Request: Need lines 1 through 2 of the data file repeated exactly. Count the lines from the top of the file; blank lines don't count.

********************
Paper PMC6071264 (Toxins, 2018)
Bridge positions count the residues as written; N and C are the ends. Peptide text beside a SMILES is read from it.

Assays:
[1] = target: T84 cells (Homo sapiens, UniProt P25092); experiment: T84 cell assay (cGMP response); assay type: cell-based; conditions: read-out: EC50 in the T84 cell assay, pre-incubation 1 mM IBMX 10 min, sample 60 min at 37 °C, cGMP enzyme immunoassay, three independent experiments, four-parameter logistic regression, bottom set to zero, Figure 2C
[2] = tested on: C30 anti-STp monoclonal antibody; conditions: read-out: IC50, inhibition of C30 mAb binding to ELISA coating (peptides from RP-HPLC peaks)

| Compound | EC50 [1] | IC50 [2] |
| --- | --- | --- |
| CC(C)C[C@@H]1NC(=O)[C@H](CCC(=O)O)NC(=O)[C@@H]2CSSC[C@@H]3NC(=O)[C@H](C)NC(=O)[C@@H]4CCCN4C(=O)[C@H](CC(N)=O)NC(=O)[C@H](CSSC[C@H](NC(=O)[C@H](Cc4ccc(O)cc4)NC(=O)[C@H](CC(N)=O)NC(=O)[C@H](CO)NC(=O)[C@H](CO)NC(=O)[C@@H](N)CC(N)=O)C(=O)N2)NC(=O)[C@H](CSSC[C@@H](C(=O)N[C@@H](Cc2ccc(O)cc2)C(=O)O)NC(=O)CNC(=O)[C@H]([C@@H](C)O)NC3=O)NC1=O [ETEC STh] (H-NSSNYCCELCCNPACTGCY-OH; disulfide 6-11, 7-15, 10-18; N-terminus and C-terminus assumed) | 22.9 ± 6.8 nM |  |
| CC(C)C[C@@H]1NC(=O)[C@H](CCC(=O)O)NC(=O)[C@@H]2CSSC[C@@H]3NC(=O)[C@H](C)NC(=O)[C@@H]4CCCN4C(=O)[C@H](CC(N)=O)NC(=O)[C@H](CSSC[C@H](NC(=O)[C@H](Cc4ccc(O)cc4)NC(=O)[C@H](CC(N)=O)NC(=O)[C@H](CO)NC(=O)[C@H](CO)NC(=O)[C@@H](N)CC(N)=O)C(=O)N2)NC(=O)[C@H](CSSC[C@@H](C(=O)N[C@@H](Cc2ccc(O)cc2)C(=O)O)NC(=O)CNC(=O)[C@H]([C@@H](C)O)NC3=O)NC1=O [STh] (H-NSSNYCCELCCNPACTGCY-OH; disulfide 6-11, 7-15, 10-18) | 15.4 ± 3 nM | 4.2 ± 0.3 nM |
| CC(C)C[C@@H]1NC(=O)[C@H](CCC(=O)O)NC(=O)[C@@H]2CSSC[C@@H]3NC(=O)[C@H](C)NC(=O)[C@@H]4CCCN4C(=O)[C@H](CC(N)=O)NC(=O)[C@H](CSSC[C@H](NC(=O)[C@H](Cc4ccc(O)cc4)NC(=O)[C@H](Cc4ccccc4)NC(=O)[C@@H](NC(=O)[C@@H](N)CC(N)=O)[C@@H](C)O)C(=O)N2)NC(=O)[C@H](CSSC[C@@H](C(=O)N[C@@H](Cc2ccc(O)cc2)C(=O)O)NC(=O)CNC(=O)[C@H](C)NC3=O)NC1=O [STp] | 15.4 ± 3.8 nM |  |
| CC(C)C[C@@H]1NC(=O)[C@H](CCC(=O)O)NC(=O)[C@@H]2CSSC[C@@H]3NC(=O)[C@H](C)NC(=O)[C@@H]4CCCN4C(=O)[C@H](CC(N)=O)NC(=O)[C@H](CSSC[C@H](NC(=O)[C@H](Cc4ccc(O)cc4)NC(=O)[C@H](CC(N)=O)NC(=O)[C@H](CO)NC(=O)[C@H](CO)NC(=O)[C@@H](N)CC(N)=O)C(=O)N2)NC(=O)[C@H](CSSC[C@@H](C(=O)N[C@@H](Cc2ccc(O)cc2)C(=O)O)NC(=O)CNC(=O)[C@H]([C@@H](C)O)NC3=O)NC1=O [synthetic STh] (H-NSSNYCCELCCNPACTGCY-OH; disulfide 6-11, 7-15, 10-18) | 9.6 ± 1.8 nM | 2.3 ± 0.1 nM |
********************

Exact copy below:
Paper PMC6071264 (Toxins, 2018)
Bridge positions count the residues as written; N and C are the ends. Peptide text beside a SMILES is read from it.